Presidential advisor Kellyanne Conway stopped by Manchester’s central firehouse Wednesday, as part of the Trump Administration’s nationwide listening tour focused on the opioid epidemic.
During her visit, Conway had little to say herself. But her presence spurred lots of talk among the locals.
While introducing himself to Conway, Manchester Police Chief Nick Willard shook her hand, joked about getting a photo later and then told her he's a "big fan." Willard did manage to get his photo in the end along with some other Conway fans including the region’s DEA officer.
Photo ops aside, Wednesday’s visit was a chance for local officials to share with White House staff how the city is working to stem the tide of drug use. Mayor Ted Gatsas told Conway about Manchester’s Safe Station program. The program has turned the city’s ten firehouses into access points for people seeking substance abuse treatment.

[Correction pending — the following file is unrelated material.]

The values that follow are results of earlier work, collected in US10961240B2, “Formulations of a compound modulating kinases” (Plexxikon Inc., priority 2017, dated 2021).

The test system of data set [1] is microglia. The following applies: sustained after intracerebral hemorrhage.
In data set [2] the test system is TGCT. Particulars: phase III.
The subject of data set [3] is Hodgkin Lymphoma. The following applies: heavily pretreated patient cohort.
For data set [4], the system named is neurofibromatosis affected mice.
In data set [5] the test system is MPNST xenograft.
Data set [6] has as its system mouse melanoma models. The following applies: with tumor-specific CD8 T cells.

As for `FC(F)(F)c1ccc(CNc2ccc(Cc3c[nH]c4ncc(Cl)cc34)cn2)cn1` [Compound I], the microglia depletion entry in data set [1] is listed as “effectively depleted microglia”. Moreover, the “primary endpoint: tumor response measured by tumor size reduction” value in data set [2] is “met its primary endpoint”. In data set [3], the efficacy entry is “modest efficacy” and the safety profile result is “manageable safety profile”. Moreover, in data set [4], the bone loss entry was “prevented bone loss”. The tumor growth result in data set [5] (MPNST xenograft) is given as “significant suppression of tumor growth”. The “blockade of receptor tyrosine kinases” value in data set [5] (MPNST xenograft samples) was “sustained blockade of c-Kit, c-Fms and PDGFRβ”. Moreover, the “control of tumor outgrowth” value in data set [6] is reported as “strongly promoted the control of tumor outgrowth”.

“The people that are coming here – the 1,700 people are coming from all over the state and all over the country – it’s not just Manchester people," Gatsas said. "I would hope that they would be popping up everywhere – the more that they pop up I think the bigger and better things that will happen in getting this thing under control.”
Conway seemed impressed by the scope of the program.
“It sounds like you reduced the stigma and the shame barriers too – that’s very important,” Conway said. “The stigma is gone, the shame is gone,” Gatsas replied. “Most important thing is getting people help and saving a life.”
New Hampshire was the latest stop in Conway’s multi-state tour. Earlier this week, she joined U.S. Health and Human Services Secretary Tom Price in Michigan, West Virginia and Maine.